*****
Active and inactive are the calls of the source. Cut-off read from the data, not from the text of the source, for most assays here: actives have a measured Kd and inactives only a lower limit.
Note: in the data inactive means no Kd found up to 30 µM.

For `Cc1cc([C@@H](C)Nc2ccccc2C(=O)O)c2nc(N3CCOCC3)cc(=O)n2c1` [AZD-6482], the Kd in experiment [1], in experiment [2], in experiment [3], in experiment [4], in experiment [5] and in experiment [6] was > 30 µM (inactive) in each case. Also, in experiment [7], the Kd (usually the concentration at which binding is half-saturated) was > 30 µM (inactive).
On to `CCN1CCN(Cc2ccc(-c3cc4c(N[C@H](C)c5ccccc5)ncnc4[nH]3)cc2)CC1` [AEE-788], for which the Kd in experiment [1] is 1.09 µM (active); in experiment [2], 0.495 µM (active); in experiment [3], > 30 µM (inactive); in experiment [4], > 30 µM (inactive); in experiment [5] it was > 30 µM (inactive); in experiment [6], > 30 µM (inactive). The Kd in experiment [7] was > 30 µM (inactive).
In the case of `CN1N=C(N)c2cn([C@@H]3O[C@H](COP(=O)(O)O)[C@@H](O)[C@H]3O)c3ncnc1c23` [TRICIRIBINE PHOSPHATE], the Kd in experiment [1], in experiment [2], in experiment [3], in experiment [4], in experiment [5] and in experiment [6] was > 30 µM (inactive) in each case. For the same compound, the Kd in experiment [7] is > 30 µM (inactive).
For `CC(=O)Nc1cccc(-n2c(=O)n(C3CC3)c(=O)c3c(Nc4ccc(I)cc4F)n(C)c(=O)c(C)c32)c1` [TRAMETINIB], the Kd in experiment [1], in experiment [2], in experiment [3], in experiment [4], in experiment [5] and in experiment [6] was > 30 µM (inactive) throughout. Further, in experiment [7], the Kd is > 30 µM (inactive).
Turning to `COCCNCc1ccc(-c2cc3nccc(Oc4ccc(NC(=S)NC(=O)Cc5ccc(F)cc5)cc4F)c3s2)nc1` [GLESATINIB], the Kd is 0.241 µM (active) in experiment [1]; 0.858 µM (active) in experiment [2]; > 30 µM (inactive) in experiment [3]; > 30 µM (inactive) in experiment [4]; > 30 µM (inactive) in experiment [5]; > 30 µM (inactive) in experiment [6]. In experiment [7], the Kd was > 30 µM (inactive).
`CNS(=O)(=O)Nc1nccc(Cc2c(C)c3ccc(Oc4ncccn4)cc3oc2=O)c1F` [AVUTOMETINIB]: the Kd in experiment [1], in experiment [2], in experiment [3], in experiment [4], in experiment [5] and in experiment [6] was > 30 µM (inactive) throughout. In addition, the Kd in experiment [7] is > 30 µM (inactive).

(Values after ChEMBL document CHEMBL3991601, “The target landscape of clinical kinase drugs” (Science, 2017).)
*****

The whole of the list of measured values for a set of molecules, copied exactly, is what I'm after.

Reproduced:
Active and inactive are the calls of the source. Cut-off read from the data, not from the text of the source, for most assays here: actives have a measured Kd and inactives only a lower limit.
Note: in the data inactive means no Kd found up to 30 µM.

For `Cc1cc([C@@H](C)Nc2ccccc2C(=O)O)c2nc(N3CCOCC3)cc(=O)n2c1` [AZD-6482], the Kd in experiment [1], in experiment [2], in experiment [3], in experiment [4], in experiment [5] and in experiment [6] was > 30 µM (inactive) in each case. Also, in experiment [7], the Kd (usually the concentration at which binding is half-saturated) was > 30 µM (inactive).
On to `CCN1CCN(Cc2ccc(-c3cc4c(N[C@H](C)c5ccccc5)ncnc4[nH]3)cc2)CC1` [AEE-788], for which the Kd in experiment [1] is 1.09 µM (active); in experiment [2], 0.495 µM (active); in experiment [3], > 30 µM (inactive); in experiment [4], > 30 µM (inactive); in experiment [5] it was > 30 µM (inactive); in experiment [6], > 30 µM (inactive). The Kd in experiment [7] was > 30 µM (inactive).
In the case of `CN1N=C(N)c2cn([C@@H]3O[C@H](COP(=O)(O)O)[C@@H](O)[C@H]3O)c3ncnc1c23` [TRICIRIBINE PHOSPHATE], the Kd in experiment [1], in experiment [2], in experiment [3], in experiment [4], in experiment [5] and in experiment [6] was > 30 µM (inactive) in each case. For the same compound, the Kd in experiment [7] is > 30 µM (inactive).
For `CC(=O)Nc1cccc(-n2c(=O)n(C3CC3)c(=O)c3c(Nc4ccc(I)cc4F)n(C)c(=O)c(C)c32)c1` [TRAMETINIB], the Kd in experiment [1], in experiment [2], in experiment [3], in experiment [4], in experiment [5] and in experiment [6] was > 30 µM (inactive) throughout. Further, in experiment [7], the Kd is > 30 µM (inactive).
Turning to `COCCNCc1ccc(-c2cc3nccc(Oc4ccc(NC(=S)NC(=O)Cc5ccc(F)cc5)cc4F)c3s2)nc1` [GLESATINIB], the Kd is 0.241 µM (active) in experiment [1]; 0.858 µM (active) in experiment [2]; > 30 µM (inactive) in experiment [3]; > 30 µM (inactive) in experiment [4]; > 30 µM (inactive) in experiment [5]; > 30 µM (inactive) in experiment [6]. In experiment [7], the Kd was > 30 µM (inactive).
`CNS(=O)(=O)Nc1nccc(Cc2c(C)c3ccc(Oc4ncccn4)cc3oc2=O)c1F` [AVUTOMETINIB]: the Kd in experiment [1], in experiment [2], in experiment [3], in experiment [4], in experiment [5] and in experiment [6] was > 30 µM (inactive) throughout. In addition, the Kd in experiment [7] is > 30 µM (inactive).

(Values after ChEMBL document CHEMBL3991601, “The target landscape of clinical kinase drugs” (Science, 2017).)